Alex's Story

Alex’s symptoms

It was a very unusual case and very sudden.

We had noticed some bruising on Alex’s legs so we took him to our GP on 4 May 2010. The GP thought that Alex perhaps had anaemia. He recommended that we visit the Accident and Emergency unit at our local hospital if the symptoms didn’t improve.

That evening, we gave Alex his usual bedtime bath with lots of bubbles and he screamed the house down. He usually loved his bubbles so by this point, we were getting really concerned. He went straight to sleep that night, without any fuss or bother.

At 6am, I woke to Alex’s screams. He would be in distress for around 10 minutes, then settle for another ten, then scream again. He seemed to be drifting in and out of consciousness and was having problems walking, so we knew something was really wrong. I called an ambulance who rushed him straight to A&E.

Within two hours, Alex was diagnosed with acute lymphoblastic leukaemia and transferred to Nottingham’s Queens Medical Centre’s Paediatric Intensive Care Unit. By 5pm that same day, he was in a medically-induced coma.

Alex’s treatment

Alex’s white blood cell count was 688 – his blood was like treacle and his brain was being starved of oxygen. A normal white cell count is between about 4 and 11 so Alex’s count was huge.

He had a CT scan which showed many areas of brain damage. He needed to have chemotherapy straight away and the only place the haematologist could insert the tubes was into Alex’s heel. It was the only part of his body which would respond.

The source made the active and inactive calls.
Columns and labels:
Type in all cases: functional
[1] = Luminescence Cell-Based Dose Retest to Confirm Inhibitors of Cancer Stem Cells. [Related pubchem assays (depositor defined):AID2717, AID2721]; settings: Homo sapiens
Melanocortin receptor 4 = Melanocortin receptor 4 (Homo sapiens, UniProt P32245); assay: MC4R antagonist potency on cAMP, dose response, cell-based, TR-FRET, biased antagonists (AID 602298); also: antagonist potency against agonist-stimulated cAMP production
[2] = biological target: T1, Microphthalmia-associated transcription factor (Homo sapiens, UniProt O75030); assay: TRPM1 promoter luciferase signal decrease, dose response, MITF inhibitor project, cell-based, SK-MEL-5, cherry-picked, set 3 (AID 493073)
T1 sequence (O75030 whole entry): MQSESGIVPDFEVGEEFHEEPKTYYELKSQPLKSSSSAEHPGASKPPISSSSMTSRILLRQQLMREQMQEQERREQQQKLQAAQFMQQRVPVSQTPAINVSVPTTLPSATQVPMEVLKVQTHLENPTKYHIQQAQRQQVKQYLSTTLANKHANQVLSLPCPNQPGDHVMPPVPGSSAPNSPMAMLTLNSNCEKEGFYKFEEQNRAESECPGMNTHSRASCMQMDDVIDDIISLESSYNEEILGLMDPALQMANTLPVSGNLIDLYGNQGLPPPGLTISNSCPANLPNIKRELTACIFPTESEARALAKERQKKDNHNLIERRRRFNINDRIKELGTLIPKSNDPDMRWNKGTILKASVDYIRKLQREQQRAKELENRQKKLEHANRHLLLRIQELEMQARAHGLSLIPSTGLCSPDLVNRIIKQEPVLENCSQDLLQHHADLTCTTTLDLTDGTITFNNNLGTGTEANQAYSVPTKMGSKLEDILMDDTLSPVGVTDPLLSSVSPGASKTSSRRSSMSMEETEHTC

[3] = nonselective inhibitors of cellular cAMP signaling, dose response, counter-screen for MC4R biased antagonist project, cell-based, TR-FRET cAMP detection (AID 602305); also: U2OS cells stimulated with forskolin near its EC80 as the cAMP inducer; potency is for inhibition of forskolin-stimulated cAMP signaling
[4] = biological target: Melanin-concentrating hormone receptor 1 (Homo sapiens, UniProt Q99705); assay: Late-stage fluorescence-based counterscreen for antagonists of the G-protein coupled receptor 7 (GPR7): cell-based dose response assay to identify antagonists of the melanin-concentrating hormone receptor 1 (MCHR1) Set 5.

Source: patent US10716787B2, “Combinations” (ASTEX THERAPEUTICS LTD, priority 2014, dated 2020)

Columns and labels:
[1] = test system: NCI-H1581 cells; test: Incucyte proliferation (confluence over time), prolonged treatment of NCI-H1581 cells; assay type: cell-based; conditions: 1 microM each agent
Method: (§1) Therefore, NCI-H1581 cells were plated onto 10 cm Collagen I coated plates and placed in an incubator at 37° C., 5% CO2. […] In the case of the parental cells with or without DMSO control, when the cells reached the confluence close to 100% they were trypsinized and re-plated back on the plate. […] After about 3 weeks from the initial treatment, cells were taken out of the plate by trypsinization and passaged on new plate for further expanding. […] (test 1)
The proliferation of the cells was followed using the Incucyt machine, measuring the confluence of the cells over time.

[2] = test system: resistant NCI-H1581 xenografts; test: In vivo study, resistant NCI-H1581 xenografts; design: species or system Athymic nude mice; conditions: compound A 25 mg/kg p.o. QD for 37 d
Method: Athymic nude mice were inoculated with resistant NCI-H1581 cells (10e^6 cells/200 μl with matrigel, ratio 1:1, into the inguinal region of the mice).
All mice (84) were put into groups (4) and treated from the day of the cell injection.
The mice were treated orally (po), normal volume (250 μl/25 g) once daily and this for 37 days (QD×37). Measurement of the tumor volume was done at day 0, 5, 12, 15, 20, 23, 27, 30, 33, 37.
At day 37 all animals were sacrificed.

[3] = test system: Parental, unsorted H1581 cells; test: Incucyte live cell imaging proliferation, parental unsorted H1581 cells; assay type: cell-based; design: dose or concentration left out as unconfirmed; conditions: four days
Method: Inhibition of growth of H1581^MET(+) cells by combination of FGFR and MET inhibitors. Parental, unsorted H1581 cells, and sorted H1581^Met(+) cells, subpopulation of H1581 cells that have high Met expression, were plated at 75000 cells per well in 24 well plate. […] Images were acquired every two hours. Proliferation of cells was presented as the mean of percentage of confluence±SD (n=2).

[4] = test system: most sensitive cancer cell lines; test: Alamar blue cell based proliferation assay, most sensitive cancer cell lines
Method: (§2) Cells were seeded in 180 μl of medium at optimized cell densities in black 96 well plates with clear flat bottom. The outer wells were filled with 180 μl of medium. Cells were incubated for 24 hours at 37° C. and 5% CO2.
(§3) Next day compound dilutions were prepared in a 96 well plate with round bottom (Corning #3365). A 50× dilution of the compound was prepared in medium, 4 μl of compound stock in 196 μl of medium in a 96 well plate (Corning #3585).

Over the next couple of days, doctors remained very concerned about Alex’s health. He was sent for an MRI scan which showed lots of blood clots on his brain. We were told that our son’s chances of survival were less than 5%. If he did survive, the chances of him not being severely disabled were even less. We were also advised that if there were any relatives that we wanted to see Alex, then it was best to phone them straight away.

Alex was experiencing huge problems with his blood pressure and heart rate – they believed that this was due to the pressure in his brain being so raised. He then had a bolt inserted in his brain so that the Doctors could monitor the pressure accurately and treat him accordingly.

At one point, his left pupil blew and staff were very concerned that the pressure was spreading down to his brain stem – if this happened, then it would be even more likely that we would have to say goodbye to our precious little boy. Miraculously, over the next 10 days, Alex started to show slight signs of improvement and they started to reduce his medication.  After two weeks, Alex woke from his coma and removed his ventilator himself.

After a few more days monitoring and an allergic reaction to some of the medication, we were transferred on to the Children’s Oncology Ward. Alex’s treatment is due to finish in July 2013. There are days when we forget that Alex is unwell – then there are days which are still really hard. He was admitted to hospital just before Christmas 2011 with a very high temperature and a possible infection – luckily he was OK but the worry is always there.

little boy

Side effects and a miracle story

Our little boy is a miracle story. He is doing amazingly well now and there are no obvious signs of the brain damage. There are some sight psychological areas and mild learning difficulties – but we don’t know yet whether this is because he missed so much school or a side effect of treatment / brain damage from the bleed.